Sahara Kyriakus Psy (uncategorized designation), psychically bonded to Kaleb Krychek, niece of Anthony Kyriakus, cousin to Faith

Samuel Rain Psy, genius, robotics engineer who developed experimental biofusion

Sascha Duncan Psy member of DR, cardinal empath, mated to Lucas, mother of Naya, daughter of Nikita

Selenka Durev BE Alpha

Shoshanna Scott Former Psy Councilor, head of Scott Enterprises

Sienna Lauren Psy member of SD, cardinal X, mated to Hawke, niece of Judd and Walker

Silver Mercant Senior aide of Kaleb Krychek, in charge of worldwide rapid response emergency network that spans all three races

Sophia Russo Former J-Psy, married to Max Shannon, aide to Nikita Duncan

Tamar Civilian member of the Arrow Squad, financial and data analyst

Tamsyn “Tammy” Ryder DR Healer, mated to Nathan, mother of Roman and Julian

Tavish Arrow child

Vasic Zen Arrow, teleporter (Tk-V), married to Ivy Jane Zen

Walker Lauren Psy member of SD, mated to Lara

Yuri Arrow, telepath (Tp)

Zaira Neve Arrow, telepath (combat)

Smoke and Mirrors

SPRING IS IN full flower in the year 2082.

It has been four months since the fall of Silence, the protocol that bound the Psy race to a cold, emotionless existence. Telepaths or telekinetics, strong or weak, the Psy are now free to feel, free to love and hate, free to laugh and cry. Emotion is an intoxication to many, but to others, it is a deadly threat.

For the Silence Protocol was put in place for a reason.

The ten-year debate preceding the implementation of Silence was fractious and raw for a reason.

Millions of Psy decided to condition all emotion out of their young for a reason.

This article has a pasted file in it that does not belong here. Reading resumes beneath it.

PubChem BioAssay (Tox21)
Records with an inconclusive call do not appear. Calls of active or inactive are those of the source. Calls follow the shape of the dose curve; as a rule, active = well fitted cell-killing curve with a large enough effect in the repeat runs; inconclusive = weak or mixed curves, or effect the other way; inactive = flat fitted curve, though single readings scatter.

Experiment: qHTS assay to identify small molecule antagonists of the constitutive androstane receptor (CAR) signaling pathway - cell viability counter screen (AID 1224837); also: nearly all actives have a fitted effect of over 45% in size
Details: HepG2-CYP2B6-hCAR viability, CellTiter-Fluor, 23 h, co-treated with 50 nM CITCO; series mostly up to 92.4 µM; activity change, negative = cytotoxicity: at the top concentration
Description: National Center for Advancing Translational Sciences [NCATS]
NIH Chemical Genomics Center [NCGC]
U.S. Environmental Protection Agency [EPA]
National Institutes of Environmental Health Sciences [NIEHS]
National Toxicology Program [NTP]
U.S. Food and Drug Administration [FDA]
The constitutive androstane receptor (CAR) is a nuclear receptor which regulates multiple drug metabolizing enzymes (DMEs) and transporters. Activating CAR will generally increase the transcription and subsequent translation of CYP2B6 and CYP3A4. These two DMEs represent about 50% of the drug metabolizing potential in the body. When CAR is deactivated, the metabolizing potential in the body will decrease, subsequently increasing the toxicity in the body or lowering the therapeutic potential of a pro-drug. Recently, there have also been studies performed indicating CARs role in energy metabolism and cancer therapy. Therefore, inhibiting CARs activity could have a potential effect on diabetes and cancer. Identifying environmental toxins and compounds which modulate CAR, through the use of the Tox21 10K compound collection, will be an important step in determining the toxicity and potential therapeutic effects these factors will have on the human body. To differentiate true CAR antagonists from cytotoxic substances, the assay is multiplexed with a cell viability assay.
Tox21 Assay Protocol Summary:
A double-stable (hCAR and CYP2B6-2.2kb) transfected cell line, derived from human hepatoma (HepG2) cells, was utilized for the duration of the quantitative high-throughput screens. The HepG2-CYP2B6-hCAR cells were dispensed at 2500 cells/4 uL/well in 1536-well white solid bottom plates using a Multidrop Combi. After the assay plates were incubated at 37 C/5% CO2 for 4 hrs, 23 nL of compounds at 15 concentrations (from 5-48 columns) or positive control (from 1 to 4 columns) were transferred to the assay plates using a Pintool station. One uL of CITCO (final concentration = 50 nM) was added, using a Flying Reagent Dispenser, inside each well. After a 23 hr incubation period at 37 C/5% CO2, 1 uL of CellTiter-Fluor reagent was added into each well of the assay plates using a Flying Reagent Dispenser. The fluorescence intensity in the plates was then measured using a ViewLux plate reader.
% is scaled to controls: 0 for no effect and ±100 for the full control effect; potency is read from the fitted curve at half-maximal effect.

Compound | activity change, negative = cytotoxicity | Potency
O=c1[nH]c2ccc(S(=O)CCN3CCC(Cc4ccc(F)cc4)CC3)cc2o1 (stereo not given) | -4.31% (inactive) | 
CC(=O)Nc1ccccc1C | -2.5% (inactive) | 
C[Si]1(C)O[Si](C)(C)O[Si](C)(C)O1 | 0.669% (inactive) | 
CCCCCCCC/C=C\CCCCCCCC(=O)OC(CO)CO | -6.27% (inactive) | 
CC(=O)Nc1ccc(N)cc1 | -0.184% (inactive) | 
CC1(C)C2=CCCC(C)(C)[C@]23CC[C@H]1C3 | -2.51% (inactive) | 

The Psy gave up joy as well as sadness for a reason.

That reason was the violence and madness endemic within their race. To be Psy was to have a far greater chance of criminal insanity, a far greater chance of striking out in a moment of uncontrollable anger and ending the life of a loved one. To be Psy was to be cursed.

In 1979, Silence was a beacon of hope. To a desperate people on the verge of a violence-fueled extinction, it was the only hope. They ignored the smudges on the beacon, the flickers of darkness within, the whispers that perhaps Silence was all smoke and mirrors. Driven by love for the very children they were condemning to a loveless existence, the Psy accepted the harsh tenets of the Protocol, accepted the hope held out by their leaders.

Today, the smoke has dissipated, the mirrors have shattered.

And the darkness at the heart of the Psy race is once more a vicious truth no one can ignore. For what happens to the murderers and the insane in this new world? What happens to the broken?

They still exist.

They still kill.

Chapter 1

ADEN WOKE ON a cold, hard floor, his head throbbing. Another man might have hissed out a breath, might have groaned, but Aden’s training was so ingrained that his sole response was to lift his lashes a bare sliver, only fully opening his eyes once he realized he was surrounded by darkness. He wasn’t, however, alone. He could hear breathing—quiet but jagged. As if the other person was trying to maintain silence, was unable to do so for reasons Aden couldn’t yet identify.